Jodhpur, Dec 15 (PTI) Amid the Centre readying itself to pilot a bill in Parliament to raise the marriageable age of girls from 18 to 21 years, the Rajasthan High Court has been awaiting its stand on enacting such a law for over a year and a half.
A Jodhpur bench of the high court had issued notices to the Centre, the Law Commission and the state government in February 2020 to enact a law to bridge the three-year gap between the marriageable ages of boys and girls.
A bench of then Chief Justice Indrajit Mohanthy and Justice P..S Bhati had issued the notices on a plea for it by Rajasthan resident Abdul Mannan.
In his petition, Mannan had sought the enactment of a law to raise the marriageable age of girls contending that a lower marriageable age of brides reeks of gender bias and discrimination, emanating from the bias in favour of the patriarchal society.
Mannan had also contended that the difference between the marriageable ages of grooms and brides violate the right to equality and equal protection of the law under Articles 14 and 15 and the right to life, and liberty under Article 21 of the Constitution. “My petition was based on various aspects of the constitutional violation, contravention of scientific researches and the observation of WHO and social inequality,” said Mannan.
In his petition, the first ground was that women have the fundamental right to be free to pursue education or any profession of their choice after finishing school which ends approximately at the age of 18 years.
But the ground reality is that after their marriage at such a young age, they are immediately expected to bear children after the marriage and forced to take up household chores in their families, Mannan said in his petition.
This harms her academic as well as economic pursuits and infringes upon their reproductive autonomy, he further said, adding that a girl at this age of marriage at 18 is not even a graduate and hence not able to foresee her future.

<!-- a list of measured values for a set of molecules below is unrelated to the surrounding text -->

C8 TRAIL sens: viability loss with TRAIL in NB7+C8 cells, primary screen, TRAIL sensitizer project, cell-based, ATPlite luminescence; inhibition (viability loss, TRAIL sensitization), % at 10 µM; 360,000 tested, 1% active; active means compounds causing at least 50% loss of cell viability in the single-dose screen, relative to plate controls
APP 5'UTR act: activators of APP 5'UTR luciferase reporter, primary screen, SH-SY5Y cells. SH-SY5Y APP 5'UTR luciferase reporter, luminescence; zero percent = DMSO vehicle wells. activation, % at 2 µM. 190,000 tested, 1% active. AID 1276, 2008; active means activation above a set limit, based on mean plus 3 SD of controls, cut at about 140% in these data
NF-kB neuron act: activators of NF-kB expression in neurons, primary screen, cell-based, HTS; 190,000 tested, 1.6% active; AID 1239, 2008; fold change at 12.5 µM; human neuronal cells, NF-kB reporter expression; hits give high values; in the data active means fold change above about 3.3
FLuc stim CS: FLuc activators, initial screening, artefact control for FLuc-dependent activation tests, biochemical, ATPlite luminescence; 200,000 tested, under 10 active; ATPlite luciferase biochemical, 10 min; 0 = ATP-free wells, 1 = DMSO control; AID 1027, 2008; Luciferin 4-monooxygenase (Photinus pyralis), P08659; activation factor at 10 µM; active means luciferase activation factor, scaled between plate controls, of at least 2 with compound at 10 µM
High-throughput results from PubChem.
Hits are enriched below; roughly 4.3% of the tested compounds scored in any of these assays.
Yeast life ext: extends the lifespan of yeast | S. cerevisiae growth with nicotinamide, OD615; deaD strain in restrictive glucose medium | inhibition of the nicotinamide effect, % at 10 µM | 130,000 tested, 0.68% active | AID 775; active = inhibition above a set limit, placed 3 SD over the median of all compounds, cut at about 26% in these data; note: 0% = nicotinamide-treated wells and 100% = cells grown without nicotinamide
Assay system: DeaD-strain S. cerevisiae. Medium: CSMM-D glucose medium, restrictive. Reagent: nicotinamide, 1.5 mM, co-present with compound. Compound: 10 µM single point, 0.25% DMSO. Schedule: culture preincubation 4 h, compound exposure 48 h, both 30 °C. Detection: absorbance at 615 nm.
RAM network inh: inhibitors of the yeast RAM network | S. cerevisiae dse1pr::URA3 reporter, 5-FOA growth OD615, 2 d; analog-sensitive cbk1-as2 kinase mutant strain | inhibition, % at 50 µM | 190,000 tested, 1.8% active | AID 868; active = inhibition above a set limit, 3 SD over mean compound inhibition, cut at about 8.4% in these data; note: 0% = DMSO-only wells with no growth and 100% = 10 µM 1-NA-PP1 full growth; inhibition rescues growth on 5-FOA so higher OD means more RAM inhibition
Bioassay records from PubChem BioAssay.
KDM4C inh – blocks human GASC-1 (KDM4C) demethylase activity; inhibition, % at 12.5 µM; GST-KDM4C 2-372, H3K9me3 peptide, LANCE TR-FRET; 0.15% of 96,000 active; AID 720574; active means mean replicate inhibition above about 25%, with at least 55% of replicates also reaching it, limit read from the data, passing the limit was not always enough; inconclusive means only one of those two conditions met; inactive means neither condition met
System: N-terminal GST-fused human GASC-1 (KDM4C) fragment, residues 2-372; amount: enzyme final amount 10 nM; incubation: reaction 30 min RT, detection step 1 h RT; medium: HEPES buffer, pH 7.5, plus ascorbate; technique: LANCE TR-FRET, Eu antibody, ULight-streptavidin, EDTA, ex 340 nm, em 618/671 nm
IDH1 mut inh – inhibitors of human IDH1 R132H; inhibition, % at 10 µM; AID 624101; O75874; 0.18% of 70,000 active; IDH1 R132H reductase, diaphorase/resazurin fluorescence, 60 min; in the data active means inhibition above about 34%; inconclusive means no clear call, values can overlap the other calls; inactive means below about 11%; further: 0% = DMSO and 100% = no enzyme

Citing various reports of the World Health Organization, he said it has been established that pregnancy before the age of 20 brings a higher risk of low birth rate and weight, premature delivery and severe neo-natal conditions besides several health hazards to newborns in coming years.
Quoting from the deliberations of a national conference on child marriage, held by the National Human Rights Commission, he also submitted before the court that 125 countries of the world have the same legal age of marriage for both the bride and the groom.
A recommendation from this conference had also been sent to bring parity in the marriageable age of both the bride and groom, he added.
Satisfied with his arguments and fact, the bench in its notices had sought reply from the state as well as central governments along with that of the Law Commission.
The petition is still pending awaiting replies. The Centre earlier had only told the court that a task force has been set up by the government to examine the issue, Mannan said.
The Centre is likely to pilot its bill in Parliament later this week to enact a law to raise the marriageable age of girls to 21, making it equal to that of boys.
The Centre, however, is likely to allow the bill to be referred to a parliamentary panel for a deeper examination of the social issue.